Daniel Liénard de Beaujeu
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Daniel Hyacinthe Liénard de Beaujeu
|Born||19 August 1711|
Ville-Marie, Montréal, New France
|Died||9 July 1755 (aged 43)|
Fort Duquesne, New France
|Allegiance||Kingdom of France|
|Years of service||1728–1755|
|Battles/wars||Third Intercolonial War|
Seven Years' War
Daniel Hyacinthe Liénard de Beaujeu (19 August 1711 – 9 July 1755) was a Canadian officer during King George's War and the Seven Years' War. He participated in the Battle of Grand Pre (1747). He also organized the force that attacked General Edward Braddock's army after it forded the Monongahela River. The event was later dubbed the Battle of the Monongahela. Beaujeu led his small force into the attack, where he was shot dead in the opening moments when the attack was launched on July 9, 1755. However, his patronage to the Native American customs, such as wearing war paint and regalia, helped raise the morale and fighting tenacity of the warriors under his command.
Daniel Hyacinthe Liénard de Beaujeu was the son of Louis Liénard de Beaujeu and Denise-Thérèse Migeon. On March 4, 1737, he married Michelle-Elisabeth Foucault, with whom he had nine children. He was an officer during the Seven Years' War.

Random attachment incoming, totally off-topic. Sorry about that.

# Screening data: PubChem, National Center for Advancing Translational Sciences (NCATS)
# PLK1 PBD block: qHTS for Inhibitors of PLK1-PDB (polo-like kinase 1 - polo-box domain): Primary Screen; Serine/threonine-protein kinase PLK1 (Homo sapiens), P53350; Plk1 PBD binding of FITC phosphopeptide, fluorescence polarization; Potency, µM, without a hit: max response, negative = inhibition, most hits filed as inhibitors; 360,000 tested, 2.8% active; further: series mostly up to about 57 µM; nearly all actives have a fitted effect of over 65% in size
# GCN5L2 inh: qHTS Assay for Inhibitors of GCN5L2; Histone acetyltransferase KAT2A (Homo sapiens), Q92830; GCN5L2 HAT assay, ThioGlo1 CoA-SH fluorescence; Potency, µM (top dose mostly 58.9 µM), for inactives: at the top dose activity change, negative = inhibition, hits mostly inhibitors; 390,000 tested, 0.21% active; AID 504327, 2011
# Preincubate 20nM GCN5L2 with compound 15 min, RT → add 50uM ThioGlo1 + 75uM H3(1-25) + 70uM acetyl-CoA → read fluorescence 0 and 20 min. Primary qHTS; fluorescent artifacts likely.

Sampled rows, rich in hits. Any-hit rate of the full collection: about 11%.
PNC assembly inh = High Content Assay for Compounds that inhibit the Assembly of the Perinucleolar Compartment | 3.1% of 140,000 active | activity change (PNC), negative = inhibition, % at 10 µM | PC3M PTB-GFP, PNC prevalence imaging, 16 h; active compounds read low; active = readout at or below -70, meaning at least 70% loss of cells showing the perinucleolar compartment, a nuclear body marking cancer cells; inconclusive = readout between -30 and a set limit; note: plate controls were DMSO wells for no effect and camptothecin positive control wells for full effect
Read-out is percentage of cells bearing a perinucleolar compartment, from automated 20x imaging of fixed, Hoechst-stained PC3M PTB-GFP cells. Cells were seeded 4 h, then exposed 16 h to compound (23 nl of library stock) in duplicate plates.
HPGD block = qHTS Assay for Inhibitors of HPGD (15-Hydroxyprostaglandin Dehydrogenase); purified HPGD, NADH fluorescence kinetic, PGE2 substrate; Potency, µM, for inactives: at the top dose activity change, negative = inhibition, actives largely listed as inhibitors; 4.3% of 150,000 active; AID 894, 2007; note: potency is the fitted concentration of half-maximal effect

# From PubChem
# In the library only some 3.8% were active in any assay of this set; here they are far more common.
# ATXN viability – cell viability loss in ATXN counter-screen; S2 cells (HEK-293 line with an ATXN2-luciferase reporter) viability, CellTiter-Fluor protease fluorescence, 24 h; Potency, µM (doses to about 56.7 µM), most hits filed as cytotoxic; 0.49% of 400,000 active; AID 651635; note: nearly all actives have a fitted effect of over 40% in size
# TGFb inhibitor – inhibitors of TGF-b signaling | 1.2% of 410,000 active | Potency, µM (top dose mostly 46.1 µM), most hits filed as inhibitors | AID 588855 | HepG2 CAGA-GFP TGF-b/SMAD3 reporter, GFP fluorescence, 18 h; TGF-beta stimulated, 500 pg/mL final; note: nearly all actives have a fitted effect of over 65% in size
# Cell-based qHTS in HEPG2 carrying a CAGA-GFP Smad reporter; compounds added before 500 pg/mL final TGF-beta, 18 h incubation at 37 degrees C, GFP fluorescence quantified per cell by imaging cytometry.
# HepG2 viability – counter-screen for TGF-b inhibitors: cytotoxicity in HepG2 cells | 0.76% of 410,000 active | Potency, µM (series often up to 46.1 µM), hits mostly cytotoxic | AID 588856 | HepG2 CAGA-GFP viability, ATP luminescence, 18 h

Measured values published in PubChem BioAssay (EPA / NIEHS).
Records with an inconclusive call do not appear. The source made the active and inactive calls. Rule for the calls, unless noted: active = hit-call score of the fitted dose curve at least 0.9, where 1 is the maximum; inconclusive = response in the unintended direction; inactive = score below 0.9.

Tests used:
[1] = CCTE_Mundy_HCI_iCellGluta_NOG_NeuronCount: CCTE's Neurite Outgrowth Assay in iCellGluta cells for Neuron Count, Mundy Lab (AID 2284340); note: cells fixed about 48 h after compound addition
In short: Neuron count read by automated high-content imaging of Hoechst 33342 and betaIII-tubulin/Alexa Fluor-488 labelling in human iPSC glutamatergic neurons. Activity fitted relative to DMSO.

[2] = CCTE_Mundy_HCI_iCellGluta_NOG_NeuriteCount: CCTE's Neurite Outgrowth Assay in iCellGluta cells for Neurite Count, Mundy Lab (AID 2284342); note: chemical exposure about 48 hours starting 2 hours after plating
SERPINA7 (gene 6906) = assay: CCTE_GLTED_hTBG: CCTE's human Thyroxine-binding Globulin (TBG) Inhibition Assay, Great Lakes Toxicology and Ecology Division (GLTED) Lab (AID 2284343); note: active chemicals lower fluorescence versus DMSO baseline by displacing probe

Recently sent to relieve Claude-Pierre Contrecœur, the Commander at Fort Dusquesne (although he had not yet officially done so), he organized the attack on the troops of General Braddock while they crossed the Monongahela river in order to besiege Fort Duquesne in New France. Leading a small force composed of regular soldiers, Canadian militia, and a majority of native Indians, he managed to defeat the British troops.
Although killed at the beginning of the confrontation, he remained famous for having used Indian habits, such as the use of war paint during the ambush. He was buried under the walls of Fort Duquesne (today Pittsburgh, Pennsylvania).
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